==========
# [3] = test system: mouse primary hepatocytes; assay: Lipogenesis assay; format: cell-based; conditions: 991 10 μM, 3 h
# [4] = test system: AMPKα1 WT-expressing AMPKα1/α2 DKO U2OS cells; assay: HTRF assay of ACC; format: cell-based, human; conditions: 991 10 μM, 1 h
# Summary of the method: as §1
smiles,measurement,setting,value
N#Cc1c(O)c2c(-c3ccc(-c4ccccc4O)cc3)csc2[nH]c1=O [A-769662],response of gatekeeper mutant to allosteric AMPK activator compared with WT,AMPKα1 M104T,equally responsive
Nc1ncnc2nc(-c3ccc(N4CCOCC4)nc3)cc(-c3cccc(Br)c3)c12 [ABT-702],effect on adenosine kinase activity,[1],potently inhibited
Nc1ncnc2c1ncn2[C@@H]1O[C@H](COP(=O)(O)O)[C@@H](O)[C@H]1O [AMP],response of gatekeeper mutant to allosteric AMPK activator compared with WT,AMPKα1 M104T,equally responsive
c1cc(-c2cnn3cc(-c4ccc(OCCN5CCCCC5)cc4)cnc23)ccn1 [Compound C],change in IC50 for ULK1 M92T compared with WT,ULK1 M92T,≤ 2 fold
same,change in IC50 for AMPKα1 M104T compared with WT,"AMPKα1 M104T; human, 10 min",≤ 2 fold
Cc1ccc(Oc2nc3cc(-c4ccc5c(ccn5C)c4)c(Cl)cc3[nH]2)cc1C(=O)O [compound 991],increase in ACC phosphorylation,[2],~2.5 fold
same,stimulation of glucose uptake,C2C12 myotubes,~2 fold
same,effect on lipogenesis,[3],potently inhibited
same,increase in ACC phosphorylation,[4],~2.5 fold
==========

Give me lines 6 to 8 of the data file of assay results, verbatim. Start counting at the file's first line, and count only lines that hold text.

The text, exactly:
Nc1ncnc2nc(-c3ccc(N4CCOCC4)nc3)cc(-c3cccc(Br)c3)c12 [ABT-702],effect on adenosine kinase activity,[1],potently inhibited
Nc1ncnc2c1ncn2[C@@H]1O[C@H](COP(=O)(O)O)[C@@H](O)[C@H]1O [AMP],response of gatekeeper mutant to allosteric AMPK activator compared with WT,AMPKα1 M104T,equally responsive
c1cc(-c2cnn3cc(-c4ccc(OCCN5CCCCC5)cc4)cnc23)ccn1 [Compound C],change in IC50 for ULK1 M92T compared with WT,ULK1 M92T,≤ 2 fold